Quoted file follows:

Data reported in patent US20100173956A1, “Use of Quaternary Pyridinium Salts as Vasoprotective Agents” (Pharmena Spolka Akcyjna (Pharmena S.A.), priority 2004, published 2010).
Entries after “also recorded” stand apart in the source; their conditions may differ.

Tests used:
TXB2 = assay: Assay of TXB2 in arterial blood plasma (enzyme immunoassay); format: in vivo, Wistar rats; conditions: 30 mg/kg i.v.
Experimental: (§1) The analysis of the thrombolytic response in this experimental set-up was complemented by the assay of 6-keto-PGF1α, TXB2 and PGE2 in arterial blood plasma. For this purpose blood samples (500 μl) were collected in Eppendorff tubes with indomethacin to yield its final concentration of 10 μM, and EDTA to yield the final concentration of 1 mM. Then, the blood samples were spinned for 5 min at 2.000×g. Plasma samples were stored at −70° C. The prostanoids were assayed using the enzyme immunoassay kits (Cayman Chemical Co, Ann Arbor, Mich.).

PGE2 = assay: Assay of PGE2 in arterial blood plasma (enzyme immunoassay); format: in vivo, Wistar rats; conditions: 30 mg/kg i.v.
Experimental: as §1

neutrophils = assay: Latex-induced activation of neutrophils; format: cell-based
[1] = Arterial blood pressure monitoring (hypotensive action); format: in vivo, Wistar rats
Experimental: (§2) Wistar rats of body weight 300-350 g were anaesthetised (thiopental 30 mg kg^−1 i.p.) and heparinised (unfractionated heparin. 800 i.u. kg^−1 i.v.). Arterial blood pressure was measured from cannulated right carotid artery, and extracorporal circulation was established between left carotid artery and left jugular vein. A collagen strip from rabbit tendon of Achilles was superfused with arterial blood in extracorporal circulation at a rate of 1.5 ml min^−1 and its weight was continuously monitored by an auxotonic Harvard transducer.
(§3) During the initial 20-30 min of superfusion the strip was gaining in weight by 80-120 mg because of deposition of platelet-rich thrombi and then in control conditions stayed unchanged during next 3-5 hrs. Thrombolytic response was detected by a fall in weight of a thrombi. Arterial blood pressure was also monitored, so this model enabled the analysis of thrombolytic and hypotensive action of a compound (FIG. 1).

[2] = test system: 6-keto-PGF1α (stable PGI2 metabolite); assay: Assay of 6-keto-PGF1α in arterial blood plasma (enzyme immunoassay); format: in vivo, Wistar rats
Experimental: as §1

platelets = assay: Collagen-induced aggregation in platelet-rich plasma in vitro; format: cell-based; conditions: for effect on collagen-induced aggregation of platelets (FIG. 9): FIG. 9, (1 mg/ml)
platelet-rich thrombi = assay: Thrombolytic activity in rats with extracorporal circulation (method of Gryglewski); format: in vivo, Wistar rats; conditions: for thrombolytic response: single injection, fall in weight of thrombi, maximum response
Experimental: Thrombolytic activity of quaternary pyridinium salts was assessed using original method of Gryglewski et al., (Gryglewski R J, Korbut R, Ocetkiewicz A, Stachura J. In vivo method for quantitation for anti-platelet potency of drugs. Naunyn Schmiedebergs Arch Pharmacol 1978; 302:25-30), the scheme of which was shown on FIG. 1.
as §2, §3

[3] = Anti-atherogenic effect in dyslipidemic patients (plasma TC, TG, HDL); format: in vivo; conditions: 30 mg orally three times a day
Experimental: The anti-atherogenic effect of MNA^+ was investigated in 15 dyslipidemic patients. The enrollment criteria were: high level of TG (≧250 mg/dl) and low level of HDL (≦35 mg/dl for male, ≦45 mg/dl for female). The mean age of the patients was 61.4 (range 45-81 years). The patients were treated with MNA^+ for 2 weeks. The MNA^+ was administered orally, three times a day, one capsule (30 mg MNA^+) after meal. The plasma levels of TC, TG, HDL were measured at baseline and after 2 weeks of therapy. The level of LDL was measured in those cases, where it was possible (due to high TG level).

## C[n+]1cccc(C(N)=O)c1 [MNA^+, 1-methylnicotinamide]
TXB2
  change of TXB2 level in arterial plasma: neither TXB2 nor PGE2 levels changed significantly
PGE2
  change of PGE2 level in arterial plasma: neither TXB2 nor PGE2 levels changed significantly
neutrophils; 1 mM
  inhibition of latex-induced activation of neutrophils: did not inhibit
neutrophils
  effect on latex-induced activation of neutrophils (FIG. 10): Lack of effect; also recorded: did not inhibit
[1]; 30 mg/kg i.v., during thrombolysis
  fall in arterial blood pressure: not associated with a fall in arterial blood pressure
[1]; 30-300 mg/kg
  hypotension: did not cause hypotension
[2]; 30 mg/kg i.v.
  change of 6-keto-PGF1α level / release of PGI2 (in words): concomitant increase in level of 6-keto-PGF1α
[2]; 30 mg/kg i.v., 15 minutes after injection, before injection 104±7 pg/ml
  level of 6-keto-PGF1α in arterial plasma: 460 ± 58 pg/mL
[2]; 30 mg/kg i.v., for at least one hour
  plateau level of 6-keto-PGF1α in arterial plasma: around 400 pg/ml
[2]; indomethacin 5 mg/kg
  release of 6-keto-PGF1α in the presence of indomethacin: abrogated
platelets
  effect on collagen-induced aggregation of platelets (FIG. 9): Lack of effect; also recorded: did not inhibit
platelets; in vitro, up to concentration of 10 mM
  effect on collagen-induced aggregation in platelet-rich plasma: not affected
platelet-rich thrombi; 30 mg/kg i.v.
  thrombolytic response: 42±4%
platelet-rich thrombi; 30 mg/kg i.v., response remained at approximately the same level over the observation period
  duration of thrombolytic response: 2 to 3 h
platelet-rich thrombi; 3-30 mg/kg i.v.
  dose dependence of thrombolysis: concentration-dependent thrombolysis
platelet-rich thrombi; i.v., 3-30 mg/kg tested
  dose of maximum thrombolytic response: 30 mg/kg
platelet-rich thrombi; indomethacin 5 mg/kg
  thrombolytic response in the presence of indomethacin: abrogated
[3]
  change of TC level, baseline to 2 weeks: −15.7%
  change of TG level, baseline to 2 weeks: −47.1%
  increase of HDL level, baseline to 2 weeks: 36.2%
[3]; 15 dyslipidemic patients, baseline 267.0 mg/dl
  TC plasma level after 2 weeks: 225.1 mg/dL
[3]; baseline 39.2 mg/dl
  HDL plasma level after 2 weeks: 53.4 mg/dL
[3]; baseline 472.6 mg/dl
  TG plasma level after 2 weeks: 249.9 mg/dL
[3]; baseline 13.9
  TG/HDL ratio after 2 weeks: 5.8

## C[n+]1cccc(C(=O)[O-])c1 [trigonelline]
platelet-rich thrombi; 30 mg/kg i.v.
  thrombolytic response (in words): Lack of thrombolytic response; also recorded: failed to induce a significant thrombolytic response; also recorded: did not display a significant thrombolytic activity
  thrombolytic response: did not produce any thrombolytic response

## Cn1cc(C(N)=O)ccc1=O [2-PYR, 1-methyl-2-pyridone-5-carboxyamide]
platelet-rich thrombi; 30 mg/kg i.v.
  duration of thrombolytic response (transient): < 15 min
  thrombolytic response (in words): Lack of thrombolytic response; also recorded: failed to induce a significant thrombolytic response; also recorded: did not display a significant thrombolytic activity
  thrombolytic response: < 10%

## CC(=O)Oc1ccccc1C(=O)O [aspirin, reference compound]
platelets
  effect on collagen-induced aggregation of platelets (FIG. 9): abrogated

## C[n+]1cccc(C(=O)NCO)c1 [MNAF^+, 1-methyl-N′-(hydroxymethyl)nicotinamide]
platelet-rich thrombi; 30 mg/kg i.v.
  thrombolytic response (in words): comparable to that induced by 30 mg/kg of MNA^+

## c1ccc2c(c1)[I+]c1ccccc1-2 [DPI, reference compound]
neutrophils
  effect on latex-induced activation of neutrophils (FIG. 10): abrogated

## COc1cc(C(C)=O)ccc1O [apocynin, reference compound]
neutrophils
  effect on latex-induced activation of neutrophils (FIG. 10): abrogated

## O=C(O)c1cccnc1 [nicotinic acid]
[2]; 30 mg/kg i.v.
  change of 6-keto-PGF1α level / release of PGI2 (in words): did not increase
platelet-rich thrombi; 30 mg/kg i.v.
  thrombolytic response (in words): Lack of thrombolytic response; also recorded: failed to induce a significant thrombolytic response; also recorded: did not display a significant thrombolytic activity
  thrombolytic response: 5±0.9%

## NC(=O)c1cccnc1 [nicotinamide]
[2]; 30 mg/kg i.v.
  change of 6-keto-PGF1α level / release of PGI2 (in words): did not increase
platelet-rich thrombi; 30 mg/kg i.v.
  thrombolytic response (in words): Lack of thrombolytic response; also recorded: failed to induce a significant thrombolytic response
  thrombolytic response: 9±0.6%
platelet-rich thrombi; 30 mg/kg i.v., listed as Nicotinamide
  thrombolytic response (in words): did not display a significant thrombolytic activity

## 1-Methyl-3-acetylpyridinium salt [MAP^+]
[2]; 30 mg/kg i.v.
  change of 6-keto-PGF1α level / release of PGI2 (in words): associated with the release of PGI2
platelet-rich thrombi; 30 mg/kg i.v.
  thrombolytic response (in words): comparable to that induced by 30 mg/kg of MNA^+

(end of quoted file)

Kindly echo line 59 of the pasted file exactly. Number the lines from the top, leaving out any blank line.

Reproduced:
[3]; 15 dyslipidemic patients, baseline 267.0 mg/dl